Are Earnings Coming Back to Earth?

Disappointing sales numbers from this earnings season could be the precursor to a broader decline in earnings.

Jeremy Glaser 05.11.2012
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Corporate earnings have long been a bright spot during this recovery. Even when everything else in the economy looked bleak, corporations seem to keep delivering better-than-expected news quarter after quarter. But is that turning around? So far in this third-quarter earnings season, we've seen disappointing top-line numbers that could be a sign that the momentum in corporate earnings might be beginning to slow.

All things considered, most large firms handled the great recession fairly well. Faced with collapsing sales and an uncertain future, most managers became very defensive. They cut staffing to the bone, shut down unprofitable divisions, paid off debt, and raised additional capital if needed. These moves not only helped keep the lights on during the worst of the downturn, but they positioned firms well for the upturn. As the economy slowly began to come back, the leaner and more efficient companies were able to consistently boost their margins and surprise investors, even when revenue growth remained anemic. The charts below show just how high corporate profits have reached, and how profits have hit an all-time high as a percentage of gross domestic product. Shaded areas on these charts represent U.S. recessions.

US Corporate Profits After Tax data by YCharts

US Corporate Profits After Tax as % of GDP data by YCharts

But high levels of profitability can't go on forever. Eventually firms are going to have to hire more workers, invest in equipment, and face new competitors. Many (including GMO and others) have predicted that margins are due for a mean reversion and that regardless of the strength of the recovery, corporations are going to get squeezed. It's hard to extrapolate too much from the earnings we've seen during the last two weeks, but that squeeze could be starting.

Squeeze Play

To be sure, earnings have not been a disaster so far. According to data from FactSet, of the 98 members of the S&P 500 that have reported earnings so far, 70% have exceeded analyst expectations. But of those 98 firms, only 42% have beaten estimates for sales. During the last four years, an average of 59% of firms had beaten revenue estimates at this point in the reporting cycle. Some of those current misses are being driven by unrealistically high expectations and very strong currency headwinds, but some firms are starting to show signs of weakness. Given that most firms have already cut about as much as they can from their organizations, the drop in sales is likely to eventually lead to a drop in profit as it will be harder to cut deeper to keep profit growing.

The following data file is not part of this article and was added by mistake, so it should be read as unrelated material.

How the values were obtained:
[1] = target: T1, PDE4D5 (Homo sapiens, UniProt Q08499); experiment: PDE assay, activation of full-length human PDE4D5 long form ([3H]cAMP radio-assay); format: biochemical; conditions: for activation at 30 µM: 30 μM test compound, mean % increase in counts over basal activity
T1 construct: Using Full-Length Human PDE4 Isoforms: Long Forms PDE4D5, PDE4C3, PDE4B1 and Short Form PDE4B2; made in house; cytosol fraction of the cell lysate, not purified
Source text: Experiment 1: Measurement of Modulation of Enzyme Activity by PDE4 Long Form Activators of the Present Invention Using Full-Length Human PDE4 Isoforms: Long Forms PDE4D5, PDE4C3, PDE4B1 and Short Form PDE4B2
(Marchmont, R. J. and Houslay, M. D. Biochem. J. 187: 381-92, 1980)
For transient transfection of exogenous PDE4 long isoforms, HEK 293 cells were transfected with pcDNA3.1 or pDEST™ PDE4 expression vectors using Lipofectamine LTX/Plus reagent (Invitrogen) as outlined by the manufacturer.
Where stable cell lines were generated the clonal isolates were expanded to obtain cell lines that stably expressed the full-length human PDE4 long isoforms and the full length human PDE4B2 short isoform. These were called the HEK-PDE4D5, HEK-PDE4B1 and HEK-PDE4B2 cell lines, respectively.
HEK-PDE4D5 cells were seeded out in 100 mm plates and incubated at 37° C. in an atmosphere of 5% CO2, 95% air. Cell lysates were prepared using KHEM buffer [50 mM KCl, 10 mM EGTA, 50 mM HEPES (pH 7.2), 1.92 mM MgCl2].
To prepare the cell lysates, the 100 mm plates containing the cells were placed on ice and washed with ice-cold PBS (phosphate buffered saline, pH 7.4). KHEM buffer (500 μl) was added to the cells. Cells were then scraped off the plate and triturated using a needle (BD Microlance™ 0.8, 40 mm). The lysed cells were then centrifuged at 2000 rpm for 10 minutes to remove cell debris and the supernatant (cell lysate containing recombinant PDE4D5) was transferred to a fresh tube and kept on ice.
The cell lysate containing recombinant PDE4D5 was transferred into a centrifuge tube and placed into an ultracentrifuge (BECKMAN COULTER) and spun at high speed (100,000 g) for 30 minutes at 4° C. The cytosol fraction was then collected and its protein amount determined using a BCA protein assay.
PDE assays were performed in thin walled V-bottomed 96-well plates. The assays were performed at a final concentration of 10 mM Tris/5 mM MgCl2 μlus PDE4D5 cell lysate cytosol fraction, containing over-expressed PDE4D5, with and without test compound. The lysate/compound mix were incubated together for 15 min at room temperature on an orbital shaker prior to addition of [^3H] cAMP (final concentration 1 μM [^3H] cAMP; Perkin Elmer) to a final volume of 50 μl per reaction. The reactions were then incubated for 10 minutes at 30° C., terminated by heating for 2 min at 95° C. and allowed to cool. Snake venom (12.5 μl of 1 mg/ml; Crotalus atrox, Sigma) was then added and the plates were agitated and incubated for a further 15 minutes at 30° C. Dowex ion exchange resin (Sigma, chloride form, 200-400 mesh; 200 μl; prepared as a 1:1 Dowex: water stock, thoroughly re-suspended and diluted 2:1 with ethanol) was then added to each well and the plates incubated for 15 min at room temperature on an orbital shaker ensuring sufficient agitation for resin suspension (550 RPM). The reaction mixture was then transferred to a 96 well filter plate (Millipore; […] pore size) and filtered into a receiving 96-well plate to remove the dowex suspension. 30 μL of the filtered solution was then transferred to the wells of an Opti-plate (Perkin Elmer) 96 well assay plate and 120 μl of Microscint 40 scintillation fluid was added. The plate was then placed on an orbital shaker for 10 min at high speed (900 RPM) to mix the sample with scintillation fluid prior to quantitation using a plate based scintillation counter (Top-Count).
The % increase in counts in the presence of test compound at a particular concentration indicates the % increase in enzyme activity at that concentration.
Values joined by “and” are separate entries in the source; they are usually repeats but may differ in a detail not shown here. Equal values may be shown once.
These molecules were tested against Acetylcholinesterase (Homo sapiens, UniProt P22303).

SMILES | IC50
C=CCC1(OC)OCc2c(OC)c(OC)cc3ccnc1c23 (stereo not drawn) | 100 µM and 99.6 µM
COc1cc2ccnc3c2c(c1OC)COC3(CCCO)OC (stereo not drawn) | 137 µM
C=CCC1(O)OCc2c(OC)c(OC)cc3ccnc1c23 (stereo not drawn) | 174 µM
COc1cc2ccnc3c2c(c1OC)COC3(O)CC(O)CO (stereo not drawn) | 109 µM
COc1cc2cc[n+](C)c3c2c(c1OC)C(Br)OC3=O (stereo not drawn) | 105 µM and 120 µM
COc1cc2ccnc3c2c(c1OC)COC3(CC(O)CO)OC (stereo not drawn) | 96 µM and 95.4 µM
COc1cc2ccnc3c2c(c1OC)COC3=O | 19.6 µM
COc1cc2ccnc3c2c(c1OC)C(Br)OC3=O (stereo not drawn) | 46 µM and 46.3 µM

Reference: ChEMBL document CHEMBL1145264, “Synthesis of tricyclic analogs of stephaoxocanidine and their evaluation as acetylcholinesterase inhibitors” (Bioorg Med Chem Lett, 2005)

One of the highest-profile misses this past week was Google (GOOG), which surprised the market not only with a premature earnings release but also with disappointing results. Revenues were below expectations, and operating costs rose quickly as the firm spent money to launch a new tablet and invest elsewhere in the business. Morningstar analyst Rick Summer thinks that as the firm continues to shift its revenue stream away from ads hosted on its sites toward ads on partner sites, content, and hardware it will become even hard to "gain operating leverage from the business" and increase margins at all. Google was hardly the only tech firm that reported a rough quarter. Microsoft (MSFT) and Intel (INTC) are feeling the impact of slowing PC sales ahead of the Windows 8 launch. International Business Machines (IBM) missed expectations as its revenues declined 5% (partially because of currency headwinds) as the firm launched its mainframe refresh.

Beyond tech, earnings misses could be found in plenty of other sectors. Sales at McDonald's (MCD) and Chipotle Mexican Grill (CMG) both fell short of expectations. Profitability at the oil-services firms took a big hit this quarter, and pressure pumping remained challenged.   Baker Hughes (BHI) reported a North American margin of 10.5%, a nearly 300-basis-point sequential decline. This is more than Schlumberger's (SLB) 230-basis-point decline but less than Halliburton's (HAL) 660-basis-point decline.

Sluggish global growth is causing some of these misses, and some are idiosyncratic based on product cycles or one-time issues. Certainly, some of the misses are driven by heightened expectations after such a long stretch of good earnings. But part of it is also that corporate earnings have reached very high levels, and firms are beginning to feel the force of mean reversion. The weak sales this quarter could be the canary in the coal mine that earnings are about to be pressured, too. Even if margins don't come all the way down to historical levels, the reduction in profitability could be a major headwind for investors in the coming years.

Jeremy Glaser is the Markets Editor for

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Jeremy Glaser  Jeremy Glaser is the Markets Editor for

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